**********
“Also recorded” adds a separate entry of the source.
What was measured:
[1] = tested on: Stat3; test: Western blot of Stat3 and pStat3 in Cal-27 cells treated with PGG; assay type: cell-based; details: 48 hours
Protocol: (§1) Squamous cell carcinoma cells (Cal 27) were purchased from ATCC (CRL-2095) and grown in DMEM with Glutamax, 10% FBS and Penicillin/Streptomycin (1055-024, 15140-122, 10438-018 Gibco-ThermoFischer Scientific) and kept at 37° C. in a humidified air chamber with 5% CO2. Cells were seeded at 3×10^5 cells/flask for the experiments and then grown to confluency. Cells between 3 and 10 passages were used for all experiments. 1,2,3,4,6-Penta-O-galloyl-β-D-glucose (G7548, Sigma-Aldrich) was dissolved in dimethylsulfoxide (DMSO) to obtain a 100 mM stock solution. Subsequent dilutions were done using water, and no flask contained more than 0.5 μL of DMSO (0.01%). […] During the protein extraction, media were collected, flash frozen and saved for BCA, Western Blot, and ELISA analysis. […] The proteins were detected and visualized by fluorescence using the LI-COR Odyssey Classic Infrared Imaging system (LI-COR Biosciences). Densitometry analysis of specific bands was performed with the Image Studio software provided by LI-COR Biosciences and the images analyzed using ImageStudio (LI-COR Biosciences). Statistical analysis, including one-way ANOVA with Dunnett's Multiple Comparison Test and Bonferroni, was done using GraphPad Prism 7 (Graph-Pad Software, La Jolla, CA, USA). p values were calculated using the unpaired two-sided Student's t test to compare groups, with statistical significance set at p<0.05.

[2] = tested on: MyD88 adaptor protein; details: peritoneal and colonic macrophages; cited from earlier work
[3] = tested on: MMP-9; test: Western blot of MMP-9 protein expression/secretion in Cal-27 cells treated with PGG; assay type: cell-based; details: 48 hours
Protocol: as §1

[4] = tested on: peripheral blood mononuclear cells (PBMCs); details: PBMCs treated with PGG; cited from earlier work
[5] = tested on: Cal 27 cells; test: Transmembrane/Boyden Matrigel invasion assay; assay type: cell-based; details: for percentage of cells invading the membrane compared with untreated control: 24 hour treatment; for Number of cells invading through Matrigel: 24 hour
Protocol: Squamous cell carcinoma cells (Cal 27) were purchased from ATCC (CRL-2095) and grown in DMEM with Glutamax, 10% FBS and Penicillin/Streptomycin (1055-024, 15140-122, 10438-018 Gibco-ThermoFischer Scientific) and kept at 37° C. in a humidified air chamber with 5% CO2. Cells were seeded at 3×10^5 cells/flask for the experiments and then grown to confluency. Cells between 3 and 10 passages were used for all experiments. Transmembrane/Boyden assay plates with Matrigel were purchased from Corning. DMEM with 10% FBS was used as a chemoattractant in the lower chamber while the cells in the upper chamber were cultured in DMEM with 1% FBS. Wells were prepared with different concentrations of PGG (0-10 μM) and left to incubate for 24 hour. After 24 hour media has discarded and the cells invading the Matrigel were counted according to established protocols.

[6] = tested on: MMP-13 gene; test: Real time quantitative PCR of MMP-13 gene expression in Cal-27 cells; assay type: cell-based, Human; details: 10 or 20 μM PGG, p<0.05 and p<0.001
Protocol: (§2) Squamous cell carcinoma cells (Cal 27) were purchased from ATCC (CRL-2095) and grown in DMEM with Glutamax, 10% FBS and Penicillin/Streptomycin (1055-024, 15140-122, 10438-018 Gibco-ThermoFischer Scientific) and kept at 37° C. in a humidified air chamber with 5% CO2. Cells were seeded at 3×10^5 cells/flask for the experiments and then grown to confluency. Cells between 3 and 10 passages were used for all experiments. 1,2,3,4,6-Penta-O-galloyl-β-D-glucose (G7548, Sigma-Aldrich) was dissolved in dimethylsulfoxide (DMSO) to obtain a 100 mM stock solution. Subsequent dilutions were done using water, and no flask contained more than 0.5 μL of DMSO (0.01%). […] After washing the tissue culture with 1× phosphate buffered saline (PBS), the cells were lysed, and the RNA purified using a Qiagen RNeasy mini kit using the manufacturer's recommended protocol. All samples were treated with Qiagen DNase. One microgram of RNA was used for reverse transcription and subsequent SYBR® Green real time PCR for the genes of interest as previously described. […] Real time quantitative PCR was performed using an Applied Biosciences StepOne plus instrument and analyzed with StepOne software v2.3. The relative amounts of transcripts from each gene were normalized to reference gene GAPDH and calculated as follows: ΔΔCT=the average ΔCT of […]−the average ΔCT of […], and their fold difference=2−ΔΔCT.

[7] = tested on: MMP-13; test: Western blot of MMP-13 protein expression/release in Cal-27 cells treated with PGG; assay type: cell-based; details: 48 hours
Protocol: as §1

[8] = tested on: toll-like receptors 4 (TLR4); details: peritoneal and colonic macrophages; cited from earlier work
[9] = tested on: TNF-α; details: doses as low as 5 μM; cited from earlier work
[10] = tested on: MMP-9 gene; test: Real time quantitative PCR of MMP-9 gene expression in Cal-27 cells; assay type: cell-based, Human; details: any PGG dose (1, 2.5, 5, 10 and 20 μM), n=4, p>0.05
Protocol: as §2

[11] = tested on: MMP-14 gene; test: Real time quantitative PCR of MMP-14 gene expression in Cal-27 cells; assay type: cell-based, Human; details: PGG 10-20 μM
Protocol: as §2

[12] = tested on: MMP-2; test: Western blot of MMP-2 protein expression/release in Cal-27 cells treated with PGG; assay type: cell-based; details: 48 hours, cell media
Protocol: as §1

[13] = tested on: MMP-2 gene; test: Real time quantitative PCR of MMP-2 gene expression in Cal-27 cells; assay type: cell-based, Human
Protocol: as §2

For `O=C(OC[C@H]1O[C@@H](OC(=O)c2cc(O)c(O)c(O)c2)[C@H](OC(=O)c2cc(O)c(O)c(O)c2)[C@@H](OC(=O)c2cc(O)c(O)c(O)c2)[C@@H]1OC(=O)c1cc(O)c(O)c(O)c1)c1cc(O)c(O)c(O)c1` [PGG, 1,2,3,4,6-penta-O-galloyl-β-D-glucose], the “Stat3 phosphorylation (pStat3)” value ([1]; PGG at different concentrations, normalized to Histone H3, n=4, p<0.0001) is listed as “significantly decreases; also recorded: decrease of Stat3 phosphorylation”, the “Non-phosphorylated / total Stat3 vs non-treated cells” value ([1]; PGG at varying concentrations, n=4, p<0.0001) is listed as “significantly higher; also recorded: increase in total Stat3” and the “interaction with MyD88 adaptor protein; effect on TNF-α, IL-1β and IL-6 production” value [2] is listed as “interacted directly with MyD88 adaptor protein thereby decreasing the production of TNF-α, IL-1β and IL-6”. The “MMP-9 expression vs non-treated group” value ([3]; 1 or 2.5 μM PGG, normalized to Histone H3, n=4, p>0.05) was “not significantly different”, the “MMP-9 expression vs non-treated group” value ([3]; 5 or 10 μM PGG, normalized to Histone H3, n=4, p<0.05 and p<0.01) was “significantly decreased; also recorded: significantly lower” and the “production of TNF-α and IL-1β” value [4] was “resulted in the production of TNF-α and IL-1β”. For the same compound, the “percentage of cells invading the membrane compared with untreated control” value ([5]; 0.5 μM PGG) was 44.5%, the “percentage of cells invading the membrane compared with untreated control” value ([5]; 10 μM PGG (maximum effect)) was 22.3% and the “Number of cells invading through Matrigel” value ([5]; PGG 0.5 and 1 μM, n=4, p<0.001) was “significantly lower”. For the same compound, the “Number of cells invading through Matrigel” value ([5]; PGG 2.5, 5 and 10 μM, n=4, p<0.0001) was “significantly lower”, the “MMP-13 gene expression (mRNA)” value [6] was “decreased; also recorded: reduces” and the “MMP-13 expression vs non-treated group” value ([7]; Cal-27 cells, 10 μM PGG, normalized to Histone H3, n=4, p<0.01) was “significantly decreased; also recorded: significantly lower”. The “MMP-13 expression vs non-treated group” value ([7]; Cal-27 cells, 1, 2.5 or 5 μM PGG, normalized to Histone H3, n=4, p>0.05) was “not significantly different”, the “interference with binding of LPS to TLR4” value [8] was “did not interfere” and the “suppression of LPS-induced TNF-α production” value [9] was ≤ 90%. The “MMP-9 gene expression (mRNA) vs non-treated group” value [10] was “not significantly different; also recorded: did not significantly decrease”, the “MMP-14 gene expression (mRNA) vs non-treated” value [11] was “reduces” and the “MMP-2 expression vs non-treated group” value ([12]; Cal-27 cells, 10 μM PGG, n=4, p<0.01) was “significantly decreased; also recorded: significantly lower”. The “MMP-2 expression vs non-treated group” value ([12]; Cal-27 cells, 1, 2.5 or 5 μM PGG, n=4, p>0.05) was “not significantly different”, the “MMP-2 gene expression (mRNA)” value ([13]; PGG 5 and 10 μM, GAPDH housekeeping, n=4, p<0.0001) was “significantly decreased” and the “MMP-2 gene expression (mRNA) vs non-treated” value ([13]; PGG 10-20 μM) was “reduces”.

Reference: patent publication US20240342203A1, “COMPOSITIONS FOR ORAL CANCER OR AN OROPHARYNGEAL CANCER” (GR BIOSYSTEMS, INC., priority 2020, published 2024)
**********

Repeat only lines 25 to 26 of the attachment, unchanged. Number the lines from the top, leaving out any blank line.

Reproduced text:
For `O=C(OC[C@H]1O[C@@H](OC(=O)c2cc(O)c(O)c(O)c2)[C@H](OC(=O)c2cc(O)c(O)c(O)c2)[C@@H](OC(=O)c2cc(O)c(O)c(O)c2)[C@@H]1OC(=O)c1cc(O)c(O)c(O)c1)c1cc(O)c(O)c(O)c1` [PGG, 1,2,3,4,6-penta-O-galloyl-β-D-glucose], the “Stat3 phosphorylation (pStat3)” value ([1]; PGG at different concentrations, normalized to Histone H3, n=4, p<0.0001) is listed as “significantly decreases; also recorded: decrease of Stat3 phosphorylation”, the “Non-phosphorylated / total Stat3 vs non-treated cells” value ([1]; PGG at varying concentrations, n=4, p<0.0001) is listed as “significantly higher; also recorded: increase in total Stat3” and the “interaction with MyD88 adaptor protein; effect on TNF-α, IL-1β and IL-6 production” value [2] is listed as “interacted directly with MyD88 adaptor protein thereby decreasing the production of TNF-α, IL-1β and IL-6”. The “MMP-9 expression vs non-treated group” value ([3]; 1 or 2.5 μM PGG, normalized to Histone H3, n=4, p>0.05) was “not significantly different”, the “MMP-9 expression vs non-treated group” value ([3]; 5 or 10 μM PGG, normalized to Histone H3, n=4, p<0.05 and p<0.01) was “significantly decreased; also recorded: significantly lower” and the “production of TNF-α and IL-1β” value [4] was “resulted in the production of TNF-α and IL-1β”. For the same compound, the “percentage of cells invading the membrane compared with untreated control” value ([5]; 0.5 μM PGG) was 44.5%, the “percentage of cells invading the membrane compared with untreated control” value ([5]; 10 μM PGG (maximum effect)) was 22.3% and the “Number of cells invading through Matrigel” value ([5]; PGG 0.5 and 1 μM, n=4, p<0.001) was “significantly lower”. For the same compound, the “Number of cells invading through Matrigel” value ([5]; PGG 2.5, 5 and 10 μM, n=4, p<0.0001) was “significantly lower”, the “MMP-13 gene expression (mRNA)” value [6] was “decreased; also recorded: reduces” and the “MMP-13 expression vs non-treated group” value ([7]; Cal-27 cells, 10 μM PGG, normalized to Histone H3, n=4, p<0.01) was “significantly decreased; also recorded: significantly lower”. The “MMP-13 expression vs non-treated group” value ([7]; Cal-27 cells, 1, 2.5 or 5 μM PGG, normalized to Histone H3, n=4, p>0.05) was “not significantly different”, the “interference with binding of LPS to TLR4” value [8] was “did not interfere” and the “suppression of LPS-induced TNF-α production” value [9] was ≤ 90%. The “MMP-9 gene expression (mRNA) vs non-treated group” value [10] was “not significantly different; also recorded: did not significantly decrease”, the “MMP-14 gene expression (mRNA) vs non-treated” value [11] was “reduces” and the “MMP-2 expression vs non-treated group” value ([12]; Cal-27 cells, 10 μM PGG, n=4, p<0.01) was “significantly decreased; also recorded: significantly lower”. The “MMP-2 expression vs non-treated group” value ([12]; Cal-27 cells, 1, 2.5 or 5 μM PGG, n=4, p>0.05) was “not significantly different”, the “MMP-2 gene expression (mRNA)” value ([13]; PGG 5 and 10 μM, GAPDH housekeeping, n=4, p<0.0001) was “significantly decreased” and the “MMP-2 gene expression (mRNA) vs non-treated” value ([13]; PGG 10-20 μM) was “reduces”.

Reference: patent publication US20240342203A1, “COMPOSITIONS FOR ORAL CANCER OR AN OROPHARYNGEAL CANCER” (GR BIOSYSTEMS, INC., priority 2020, published 2024)